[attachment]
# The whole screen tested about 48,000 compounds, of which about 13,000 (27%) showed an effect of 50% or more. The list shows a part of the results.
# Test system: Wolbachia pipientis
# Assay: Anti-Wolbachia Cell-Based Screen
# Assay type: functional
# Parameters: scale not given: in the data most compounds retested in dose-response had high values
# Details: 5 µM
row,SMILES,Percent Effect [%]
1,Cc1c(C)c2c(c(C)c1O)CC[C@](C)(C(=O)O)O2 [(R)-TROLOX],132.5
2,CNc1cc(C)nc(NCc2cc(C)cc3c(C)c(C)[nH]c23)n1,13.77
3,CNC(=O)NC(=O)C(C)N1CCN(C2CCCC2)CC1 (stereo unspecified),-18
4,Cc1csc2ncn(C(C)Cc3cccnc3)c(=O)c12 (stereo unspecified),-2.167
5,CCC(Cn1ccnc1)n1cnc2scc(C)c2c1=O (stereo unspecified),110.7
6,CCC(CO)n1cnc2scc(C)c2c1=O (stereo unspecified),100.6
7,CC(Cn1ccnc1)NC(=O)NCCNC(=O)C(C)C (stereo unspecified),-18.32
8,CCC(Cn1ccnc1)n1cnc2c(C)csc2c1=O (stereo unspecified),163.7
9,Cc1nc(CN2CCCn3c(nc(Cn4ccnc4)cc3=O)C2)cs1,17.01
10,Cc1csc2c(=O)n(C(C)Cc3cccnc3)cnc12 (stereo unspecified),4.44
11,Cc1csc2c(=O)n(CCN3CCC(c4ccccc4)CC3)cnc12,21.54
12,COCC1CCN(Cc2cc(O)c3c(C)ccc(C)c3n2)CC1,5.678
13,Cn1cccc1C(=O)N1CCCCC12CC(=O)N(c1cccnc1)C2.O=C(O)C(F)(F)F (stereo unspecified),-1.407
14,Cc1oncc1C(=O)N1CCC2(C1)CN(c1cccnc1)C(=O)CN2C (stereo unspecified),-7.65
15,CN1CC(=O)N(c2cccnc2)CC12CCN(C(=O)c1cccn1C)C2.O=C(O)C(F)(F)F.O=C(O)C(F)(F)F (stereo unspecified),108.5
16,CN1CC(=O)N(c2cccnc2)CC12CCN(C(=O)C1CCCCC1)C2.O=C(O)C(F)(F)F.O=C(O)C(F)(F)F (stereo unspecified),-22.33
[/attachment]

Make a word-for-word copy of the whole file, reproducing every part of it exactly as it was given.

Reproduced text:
# The whole screen tested about 48,000 compounds, of which about 13,000 (27%) showed an effect of 50% or more. The list shows a part of the results.
# Test system: Wolbachia pipientis
# Assay: Anti-Wolbachia Cell-Based Screen
# Assay type: functional
# Parameters: scale not given: in the data most compounds retested in dose-response had high values
# Details: 5 µM
row,SMILES,Percent Effect [%]
1,Cc1c(C)c2c(c(C)c1O)CC[C@](C)(C(=O)O)O2 [(R)-TROLOX],132.5
2,CNc1cc(C)nc(NCc2cc(C)cc3c(C)c(C)[nH]c23)n1,13.77
3,CNC(=O)NC(=O)C(C)N1CCN(C2CCCC2)CC1 (stereo unspecified),-18
4,Cc1csc2ncn(C(C)Cc3cccnc3)c(=O)c12 (stereo unspecified),-2.167
5,CCC(Cn1ccnc1)n1cnc2scc(C)c2c1=O (stereo unspecified),110.7
6,CCC(CO)n1cnc2scc(C)c2c1=O (stereo unspecified),100.6
7,CC(Cn1ccnc1)NC(=O)NCCNC(=O)C(C)C (stereo unspecified),-18.32
8,CCC(Cn1ccnc1)n1cnc2c(C)csc2c1=O (stereo unspecified),163.7
9,Cc1nc(CN2CCCn3c(nc(Cn4ccnc4)cc3=O)C2)cs1,17.01
10,Cc1csc2c(=O)n(C(C)Cc3cccnc3)cnc12 (stereo unspecified),4.44
11,Cc1csc2c(=O)n(CCN3CCC(c4ccccc4)CC3)cnc12,21.54
12,COCC1CCN(Cc2cc(O)c3c(C)ccc(C)c3n2)CC1,5.678
13,Cn1cccc1C(=O)N1CCCCC12CC(=O)N(c1cccnc1)C2.O=C(O)C(F)(F)F (stereo unspecified),-1.407
14,Cc1oncc1C(=O)N1CCC2(C1)CN(c1cccnc1)C(=O)CN2C (stereo unspecified),-7.65
15,CN1CC(=O)N(c2cccnc2)CC12CCN(C(=O)c1cccn1C)C2.O=C(O)C(F)(F)F.O=C(O)C(F)(F)F (stereo unspecified),108.5
16,CN1CC(=O)N(c2cccnc2)CC12CCN(C(=O)C1CCCCC1)C2.O=C(O)C(F)(F)F.O=C(O)C(F)(F)F (stereo unspecified),-22.33